We had the script ready at the end of 2019 ready to shoot but obviously, Covid happened… we weren’t sure when we’d be able to shoot but luckily the downtime allowed us to get everything prepped and ready as we had no other work going on. We managed to secure financing in the early part of 2020 through Kickstarter and we saw a window in late July to try and start shooting as everything was opening back up again. We shot over three days in Andover and all the crew stayed in a friend’s house locally. I can honestly say it was one of the most enjoyable shooting experiences because we were all together the whole time and I think everyone was just happy to be out and about and working after everything had shut down for so long.

What was it like Kickstarting the film in order to get the necessary funding?

The Kickstarter process was quite smooth. Kit, the producer, and I were extremely lucky that we had generous friends and family that contributed to it and got us to our goal relatively quickly and even exceeded the amount asked. We even had donations from people as far as Australia. It’s a great way to raise funds for short films as there aren’t that many grants out there and the ones that are available are very very competitive. So I’d recommend it to anyone and you’ll be surprised with how many people you know or even randoms who are willing to chip in to help you achieve your goal.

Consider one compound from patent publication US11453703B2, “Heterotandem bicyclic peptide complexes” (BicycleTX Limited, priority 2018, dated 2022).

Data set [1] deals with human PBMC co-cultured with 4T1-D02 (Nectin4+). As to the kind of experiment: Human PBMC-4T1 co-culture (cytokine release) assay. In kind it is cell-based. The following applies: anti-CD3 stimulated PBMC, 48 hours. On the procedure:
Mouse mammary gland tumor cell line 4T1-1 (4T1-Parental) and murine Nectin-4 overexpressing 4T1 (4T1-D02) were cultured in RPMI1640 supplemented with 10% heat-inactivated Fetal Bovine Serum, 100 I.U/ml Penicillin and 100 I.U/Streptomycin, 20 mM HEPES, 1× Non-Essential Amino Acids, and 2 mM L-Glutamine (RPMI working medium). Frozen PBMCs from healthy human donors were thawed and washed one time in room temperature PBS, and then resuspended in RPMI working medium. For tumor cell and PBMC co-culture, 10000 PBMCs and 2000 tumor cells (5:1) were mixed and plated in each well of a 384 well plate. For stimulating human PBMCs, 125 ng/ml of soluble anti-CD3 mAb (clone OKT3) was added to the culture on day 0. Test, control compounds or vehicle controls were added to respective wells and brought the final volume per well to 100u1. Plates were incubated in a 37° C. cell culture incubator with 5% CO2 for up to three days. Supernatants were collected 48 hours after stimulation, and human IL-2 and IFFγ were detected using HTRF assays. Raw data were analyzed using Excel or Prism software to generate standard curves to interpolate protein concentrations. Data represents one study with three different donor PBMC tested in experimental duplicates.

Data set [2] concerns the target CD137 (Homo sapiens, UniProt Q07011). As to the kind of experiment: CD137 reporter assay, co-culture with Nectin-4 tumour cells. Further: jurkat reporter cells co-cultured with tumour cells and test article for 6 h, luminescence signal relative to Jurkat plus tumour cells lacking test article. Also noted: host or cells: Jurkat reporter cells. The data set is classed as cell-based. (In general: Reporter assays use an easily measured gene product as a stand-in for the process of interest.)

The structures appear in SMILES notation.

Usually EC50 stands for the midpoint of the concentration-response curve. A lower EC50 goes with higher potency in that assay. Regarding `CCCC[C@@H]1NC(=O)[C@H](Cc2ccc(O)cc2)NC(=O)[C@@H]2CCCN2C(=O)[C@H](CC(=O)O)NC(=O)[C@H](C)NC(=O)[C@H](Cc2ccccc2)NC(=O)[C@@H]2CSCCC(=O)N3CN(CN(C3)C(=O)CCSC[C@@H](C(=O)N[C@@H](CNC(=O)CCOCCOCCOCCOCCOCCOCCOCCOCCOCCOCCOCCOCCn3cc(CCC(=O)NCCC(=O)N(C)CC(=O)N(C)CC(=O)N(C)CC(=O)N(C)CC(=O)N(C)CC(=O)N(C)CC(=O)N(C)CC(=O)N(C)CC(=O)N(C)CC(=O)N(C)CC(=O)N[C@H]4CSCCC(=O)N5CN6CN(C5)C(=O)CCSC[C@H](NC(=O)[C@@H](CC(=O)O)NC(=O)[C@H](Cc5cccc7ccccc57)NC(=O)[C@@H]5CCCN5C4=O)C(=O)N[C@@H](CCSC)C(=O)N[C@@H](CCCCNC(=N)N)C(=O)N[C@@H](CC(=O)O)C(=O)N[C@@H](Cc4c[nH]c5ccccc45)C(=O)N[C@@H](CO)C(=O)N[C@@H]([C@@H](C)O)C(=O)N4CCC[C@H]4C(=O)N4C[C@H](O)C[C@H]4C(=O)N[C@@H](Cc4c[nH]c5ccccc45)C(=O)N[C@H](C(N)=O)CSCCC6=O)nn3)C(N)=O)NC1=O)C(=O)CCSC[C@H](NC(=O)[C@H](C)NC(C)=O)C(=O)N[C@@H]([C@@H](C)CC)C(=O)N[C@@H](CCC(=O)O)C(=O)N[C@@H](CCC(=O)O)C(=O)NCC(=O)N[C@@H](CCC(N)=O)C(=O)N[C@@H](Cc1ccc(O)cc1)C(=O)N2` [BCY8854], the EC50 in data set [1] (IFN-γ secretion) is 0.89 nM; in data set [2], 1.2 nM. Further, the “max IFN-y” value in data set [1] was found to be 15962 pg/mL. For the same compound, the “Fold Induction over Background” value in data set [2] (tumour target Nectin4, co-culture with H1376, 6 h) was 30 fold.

How did you find the process of street-casting itself? What challenges did it bring?

Street casting in Andover was a surprisingly smooth process. It’s a small town, therefore word of mouth about a potential role in a film seemed to spread quickly! We also had access to a few really helpful Facebook groups and the members of those groups really helped us in spreading the word. When it came to the casting day we had about 30 people turn up which is way more than we expected, especially for a short film!

If viewers were to believe the friendship on screen was intense and real we had to approach the film from a naturalistic point of view to make it as realistic as possible.

Street casting on the whole can be risky because the majority of the candidates had never acted. In hindsight, it seems quite nuts to have gone that route seeing as it was also my first short film directing but I think the best thing you can do in short films is take risks. Even if you fail, the consequences are so small and you’ll learn something key going forward.

How is the future shaping for you at the moment, work-wise?

I think a lot of people in the film/TV industry are finding that there is currently a lot of work available because of the amount of content being produced at the moment. I’ve been very busy in my paid work side of life creating content for various brands which is great especially after the months off in the pandemic. Kit and I literally just finished the first draft for our new short film that we’re writing together called Lizard so, we’re extremely excited about that and are hoping to film it either later this year or early 2022. I’m also looking to develop a short documentary about Iraqi Communists in the 1980s who tried to topple Saddam Hussein’s government with an Iraqi friend of mine. So, overall I’m excited about the potential of both projects!